Freddy vs Jason

Freddy vs Jason


Reviewed by: Gator MacReady

We've been waiting 10 years for this. Ever since Freddy showed up at the end of Jason Goes To Hell there have been constant rumors of this movie. And now, a decade later, it's finally here. Is it worth the wait? Is it worthy of the hype? Will it satisfy bloodthirsty fans and non-fans alike? The answer is definitely YES!!! This is, without a doubt, the best film you'll see this summer.

Trapped in hell and powerless, Freddy is mighty pissed that no-one in Springwood remembers him. Without the fear of the children, he cannot enter their dreams. The adults have erased him from memory and force dream-preventing drugs on their kids. Freddy needs a sucker, someone who'll do the killing for him, to spread fear and provoke kids into mentioning his name; summoning fear once more.

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He enters the dreams of Jason Voorhees, also trapped in hell. And through visions of his equally psychotic mother, he resurrects the J-Man and orders him to Elm Street to start hackin' and slashin'. Soon enough, some dunderhead utters Freddy's name and the kids start asking questions. Freddy has power once more, but is mad at Jason for leaving no teens left for him to slay.

They clash, in the dream world and in reality. A major showdown erupts and the two of them go at it like you wouldn't believe. Forget Neo battling a hundred Agent Smiths, or The Hulk chucking tanks over the desert. Freddy vs Jason is the battle you've been waiting to see and, boy, does it raise the bar on excitement!

Personally, I think Ronny Yu is a great director. He made Chucky cool again and his Liverpudlian romp, The 51st State, was one of the funniest films I've ever seen. He has a real edge and a truly unique vision. The atmosphere and imagery he concocts is entirely his own and the movie looks slicker than crude oil.

There are a few slight problems, it must be said. The teenagers offer nothing new outside of the usual Freddy/Jason movie stuff: running around, screaming, dying. It would be alright if Yu used this in a self-depreciating way, or intertwined it with sarcastic humour, but it is played straight and causes lulls in the action. Plus his Super-35 framing is too tight and close. But these are the only faults I can complain about.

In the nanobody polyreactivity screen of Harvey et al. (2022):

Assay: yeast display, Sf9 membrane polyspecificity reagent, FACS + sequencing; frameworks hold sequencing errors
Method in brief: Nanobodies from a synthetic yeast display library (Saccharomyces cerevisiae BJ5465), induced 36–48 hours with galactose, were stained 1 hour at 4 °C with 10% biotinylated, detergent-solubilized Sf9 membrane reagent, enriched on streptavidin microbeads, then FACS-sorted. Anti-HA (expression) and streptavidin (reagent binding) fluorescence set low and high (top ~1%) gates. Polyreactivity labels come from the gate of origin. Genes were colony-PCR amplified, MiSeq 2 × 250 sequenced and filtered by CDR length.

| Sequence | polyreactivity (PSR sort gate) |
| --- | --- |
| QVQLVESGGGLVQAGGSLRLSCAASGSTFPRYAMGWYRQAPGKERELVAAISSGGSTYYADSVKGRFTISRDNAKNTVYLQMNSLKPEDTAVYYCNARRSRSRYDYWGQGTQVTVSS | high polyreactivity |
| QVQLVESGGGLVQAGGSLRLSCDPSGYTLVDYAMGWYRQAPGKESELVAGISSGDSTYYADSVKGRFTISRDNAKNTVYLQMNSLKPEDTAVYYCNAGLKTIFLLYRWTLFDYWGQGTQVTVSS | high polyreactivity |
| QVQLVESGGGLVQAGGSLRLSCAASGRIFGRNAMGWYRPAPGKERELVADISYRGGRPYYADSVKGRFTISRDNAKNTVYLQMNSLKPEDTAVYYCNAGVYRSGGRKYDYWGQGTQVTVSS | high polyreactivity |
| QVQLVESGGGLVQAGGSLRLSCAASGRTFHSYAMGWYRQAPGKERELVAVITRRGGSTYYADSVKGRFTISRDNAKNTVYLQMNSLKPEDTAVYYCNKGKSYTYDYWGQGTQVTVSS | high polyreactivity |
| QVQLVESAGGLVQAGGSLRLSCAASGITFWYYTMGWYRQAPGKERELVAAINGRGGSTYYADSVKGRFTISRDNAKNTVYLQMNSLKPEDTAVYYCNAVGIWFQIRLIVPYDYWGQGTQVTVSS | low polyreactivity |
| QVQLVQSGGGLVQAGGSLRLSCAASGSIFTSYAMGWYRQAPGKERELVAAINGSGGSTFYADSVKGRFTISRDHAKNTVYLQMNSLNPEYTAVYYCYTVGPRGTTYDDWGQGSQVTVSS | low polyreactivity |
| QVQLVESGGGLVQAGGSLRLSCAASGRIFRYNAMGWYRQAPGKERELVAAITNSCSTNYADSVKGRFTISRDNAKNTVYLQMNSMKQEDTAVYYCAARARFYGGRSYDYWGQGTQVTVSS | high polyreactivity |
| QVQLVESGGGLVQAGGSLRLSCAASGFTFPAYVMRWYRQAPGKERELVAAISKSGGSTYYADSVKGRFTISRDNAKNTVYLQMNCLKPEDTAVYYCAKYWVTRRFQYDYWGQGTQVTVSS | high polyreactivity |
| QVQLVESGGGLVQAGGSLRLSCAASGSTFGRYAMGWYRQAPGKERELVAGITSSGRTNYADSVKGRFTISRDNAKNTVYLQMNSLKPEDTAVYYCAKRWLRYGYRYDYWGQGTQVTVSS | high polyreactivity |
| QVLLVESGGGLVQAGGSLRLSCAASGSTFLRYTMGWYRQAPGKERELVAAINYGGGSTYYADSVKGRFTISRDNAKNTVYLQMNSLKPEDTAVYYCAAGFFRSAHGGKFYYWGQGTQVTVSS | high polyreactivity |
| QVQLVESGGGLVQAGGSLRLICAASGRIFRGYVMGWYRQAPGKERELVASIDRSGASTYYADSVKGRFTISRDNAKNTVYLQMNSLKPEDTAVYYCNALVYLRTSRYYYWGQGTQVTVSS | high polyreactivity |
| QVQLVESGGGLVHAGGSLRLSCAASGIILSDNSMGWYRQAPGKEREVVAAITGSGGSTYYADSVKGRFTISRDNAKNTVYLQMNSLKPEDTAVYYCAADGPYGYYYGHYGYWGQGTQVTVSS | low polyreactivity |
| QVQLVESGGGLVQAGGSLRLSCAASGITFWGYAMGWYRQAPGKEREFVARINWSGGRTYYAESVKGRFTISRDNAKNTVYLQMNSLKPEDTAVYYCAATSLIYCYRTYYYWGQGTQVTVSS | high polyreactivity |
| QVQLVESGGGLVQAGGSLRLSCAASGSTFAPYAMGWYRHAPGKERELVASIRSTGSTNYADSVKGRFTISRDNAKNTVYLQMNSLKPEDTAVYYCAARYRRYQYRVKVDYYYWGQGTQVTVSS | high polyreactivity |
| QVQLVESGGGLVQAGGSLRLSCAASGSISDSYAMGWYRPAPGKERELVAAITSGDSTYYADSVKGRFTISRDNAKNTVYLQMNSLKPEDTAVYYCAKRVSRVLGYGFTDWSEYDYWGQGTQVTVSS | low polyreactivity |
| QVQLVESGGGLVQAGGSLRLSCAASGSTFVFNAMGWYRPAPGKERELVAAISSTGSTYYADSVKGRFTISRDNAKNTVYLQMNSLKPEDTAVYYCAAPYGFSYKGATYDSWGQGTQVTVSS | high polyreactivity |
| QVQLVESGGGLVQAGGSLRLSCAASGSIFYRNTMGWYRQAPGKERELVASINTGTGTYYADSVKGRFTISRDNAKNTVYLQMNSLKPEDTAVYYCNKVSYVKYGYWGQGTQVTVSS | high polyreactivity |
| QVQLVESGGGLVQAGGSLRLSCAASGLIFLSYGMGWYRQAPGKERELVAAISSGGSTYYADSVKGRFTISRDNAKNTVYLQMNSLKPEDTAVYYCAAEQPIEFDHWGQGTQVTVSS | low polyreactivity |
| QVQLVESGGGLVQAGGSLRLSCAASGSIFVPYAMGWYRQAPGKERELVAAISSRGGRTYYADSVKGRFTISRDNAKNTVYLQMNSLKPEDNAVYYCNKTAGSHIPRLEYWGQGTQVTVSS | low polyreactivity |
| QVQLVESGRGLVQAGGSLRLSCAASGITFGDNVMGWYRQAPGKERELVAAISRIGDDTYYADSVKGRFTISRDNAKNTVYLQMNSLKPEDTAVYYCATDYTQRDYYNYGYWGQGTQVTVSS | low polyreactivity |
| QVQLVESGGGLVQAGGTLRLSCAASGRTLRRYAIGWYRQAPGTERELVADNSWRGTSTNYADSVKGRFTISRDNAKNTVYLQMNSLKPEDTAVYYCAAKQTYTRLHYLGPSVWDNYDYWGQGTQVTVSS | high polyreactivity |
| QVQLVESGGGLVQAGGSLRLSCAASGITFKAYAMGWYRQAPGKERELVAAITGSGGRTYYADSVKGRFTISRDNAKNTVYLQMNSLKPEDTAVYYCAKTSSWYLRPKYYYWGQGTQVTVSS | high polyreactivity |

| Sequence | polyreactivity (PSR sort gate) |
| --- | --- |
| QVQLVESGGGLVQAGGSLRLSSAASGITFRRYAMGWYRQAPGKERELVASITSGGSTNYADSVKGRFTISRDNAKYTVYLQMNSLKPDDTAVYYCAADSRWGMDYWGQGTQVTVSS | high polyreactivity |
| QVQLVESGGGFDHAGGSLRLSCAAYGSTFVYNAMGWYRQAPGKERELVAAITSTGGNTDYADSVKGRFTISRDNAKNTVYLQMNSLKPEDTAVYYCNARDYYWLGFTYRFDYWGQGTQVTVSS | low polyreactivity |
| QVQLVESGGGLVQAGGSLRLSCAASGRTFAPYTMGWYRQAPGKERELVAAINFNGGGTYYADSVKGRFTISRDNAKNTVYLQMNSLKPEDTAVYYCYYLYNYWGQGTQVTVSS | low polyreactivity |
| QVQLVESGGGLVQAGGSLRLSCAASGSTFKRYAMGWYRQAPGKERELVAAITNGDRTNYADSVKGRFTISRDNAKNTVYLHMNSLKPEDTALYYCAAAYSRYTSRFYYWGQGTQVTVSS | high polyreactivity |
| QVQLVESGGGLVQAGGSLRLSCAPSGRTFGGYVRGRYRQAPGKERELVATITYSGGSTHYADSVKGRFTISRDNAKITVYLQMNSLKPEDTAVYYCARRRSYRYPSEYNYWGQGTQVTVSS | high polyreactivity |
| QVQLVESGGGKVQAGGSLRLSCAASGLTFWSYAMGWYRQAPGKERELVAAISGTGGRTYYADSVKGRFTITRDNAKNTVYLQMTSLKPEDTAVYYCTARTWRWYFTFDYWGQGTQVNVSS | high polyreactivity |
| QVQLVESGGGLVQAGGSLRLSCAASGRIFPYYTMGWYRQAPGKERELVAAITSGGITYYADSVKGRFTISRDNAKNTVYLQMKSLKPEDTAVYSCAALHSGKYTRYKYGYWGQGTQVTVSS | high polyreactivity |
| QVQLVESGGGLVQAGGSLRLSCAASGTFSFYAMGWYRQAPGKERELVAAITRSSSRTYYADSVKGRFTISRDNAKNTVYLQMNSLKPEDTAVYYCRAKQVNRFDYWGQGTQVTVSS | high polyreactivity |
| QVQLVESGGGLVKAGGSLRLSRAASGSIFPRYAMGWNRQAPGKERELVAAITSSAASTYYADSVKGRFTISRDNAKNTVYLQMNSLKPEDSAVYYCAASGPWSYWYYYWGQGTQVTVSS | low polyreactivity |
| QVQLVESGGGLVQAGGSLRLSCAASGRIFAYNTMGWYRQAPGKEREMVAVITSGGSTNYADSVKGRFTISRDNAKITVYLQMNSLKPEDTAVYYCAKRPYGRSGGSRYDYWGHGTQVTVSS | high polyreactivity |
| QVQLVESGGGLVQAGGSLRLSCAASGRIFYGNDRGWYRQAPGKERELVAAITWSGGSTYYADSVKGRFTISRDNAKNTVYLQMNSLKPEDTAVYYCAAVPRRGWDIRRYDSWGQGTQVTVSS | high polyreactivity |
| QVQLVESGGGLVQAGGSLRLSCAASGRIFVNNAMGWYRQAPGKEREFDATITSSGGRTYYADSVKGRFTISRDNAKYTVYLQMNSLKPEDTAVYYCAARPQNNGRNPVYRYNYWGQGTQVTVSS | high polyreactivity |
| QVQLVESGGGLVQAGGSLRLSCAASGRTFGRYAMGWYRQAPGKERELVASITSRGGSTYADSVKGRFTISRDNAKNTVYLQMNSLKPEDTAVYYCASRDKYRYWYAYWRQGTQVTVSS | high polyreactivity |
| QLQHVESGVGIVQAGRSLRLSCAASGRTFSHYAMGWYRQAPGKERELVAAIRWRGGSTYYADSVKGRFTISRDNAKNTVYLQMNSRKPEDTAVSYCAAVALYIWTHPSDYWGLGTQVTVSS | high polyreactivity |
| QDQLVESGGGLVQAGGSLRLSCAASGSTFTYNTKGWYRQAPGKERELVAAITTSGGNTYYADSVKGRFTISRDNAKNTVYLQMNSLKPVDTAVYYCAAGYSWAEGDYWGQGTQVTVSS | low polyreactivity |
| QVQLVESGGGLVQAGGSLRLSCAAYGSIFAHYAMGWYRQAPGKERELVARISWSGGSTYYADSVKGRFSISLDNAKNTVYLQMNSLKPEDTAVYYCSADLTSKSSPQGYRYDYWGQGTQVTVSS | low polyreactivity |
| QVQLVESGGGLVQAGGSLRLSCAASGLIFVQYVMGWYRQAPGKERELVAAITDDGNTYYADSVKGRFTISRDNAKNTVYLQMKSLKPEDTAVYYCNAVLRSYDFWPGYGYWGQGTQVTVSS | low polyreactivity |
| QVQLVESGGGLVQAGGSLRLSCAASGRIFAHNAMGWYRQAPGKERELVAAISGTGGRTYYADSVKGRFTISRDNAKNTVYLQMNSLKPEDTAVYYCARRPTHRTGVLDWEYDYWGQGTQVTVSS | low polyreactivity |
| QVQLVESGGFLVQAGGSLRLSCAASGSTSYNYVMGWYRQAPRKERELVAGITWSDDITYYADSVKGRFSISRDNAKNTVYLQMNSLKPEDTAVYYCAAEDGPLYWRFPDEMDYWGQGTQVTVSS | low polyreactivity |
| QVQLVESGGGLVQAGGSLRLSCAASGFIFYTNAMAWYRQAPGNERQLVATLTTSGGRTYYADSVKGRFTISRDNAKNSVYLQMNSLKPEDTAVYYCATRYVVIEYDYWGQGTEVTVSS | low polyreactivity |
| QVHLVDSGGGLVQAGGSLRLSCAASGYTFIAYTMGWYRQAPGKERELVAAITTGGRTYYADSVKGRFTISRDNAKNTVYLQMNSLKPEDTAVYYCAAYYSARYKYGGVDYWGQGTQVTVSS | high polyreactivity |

Robert Englund throws himself into the role of Freddy Krueger once more and brings him to life in a bigger and badder way then ever before. He's more full of life and fury here than he ever has been and it's surely a career high for the actor. Ken Kirzinger - replacing the now dreadful Kane Hodder - gives Jason a more sympathetic feel, but doesn't skimp on the anger when he's pursuing Freddy.

Also, gone is composer Harry Manfredini. His music for Friday The 13th, parts 1-7, was appropriate enough. But he changed his tune (literally) in Jason Goes To Hell, with some mind-numbingly awful synthesizer stuff. And in Jason X, it got even worse, with no horror motifs used at all. But now Graeme Revell has taken his place. He mixes Elm Street and Friday themes together and comes up with a touch more sophistication with his ominous cues.

Of course, there are going to be pretentious critics out there, who will despise the movie before even setting foot in the cinema, purely because it's a slasher flick. I don't exactly know what these people want in slasher movies, but they never seem to find it, or even hint at what they are looking for. Freddy vs Jason isn't a slasher flick, anyway; it's an action picture. It may have some bad dialogue and boring characters, but so did The Matrix Reloaded, which pretended to be something it wasn't. Freddy vs Jason doesn't have those illusions. It gives us what we want - boobs, piles of corpses, torrents of blood and severed limbs.

It very nearly gets The Gator MacReady Claw of Approval, but it's still the only movie you HAVE to see this summer. I won't dare reveal who the champion is. All I can say is the best man wins. Ha!

Reviewed on: 21 Aug 2003
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Freddy vs Jason packshot
Freddy Krueger from Elm Street fights Jason Voorhees from Friday The 13th in hell.
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Director: Ronny Yu

Writer: David S. Goyer, Damian Shannon, Mark Swift

Starring: Robert Englund, Ken Kirzinger, Monica Keena, Jason Ritter, Kelly Rowland, Katherine Isabelle, Paula Shaw, Lochlyn Munro

Year: 2003

Runtime: 97 minutes

BBFC: 18 - Age Restricted

Country: US


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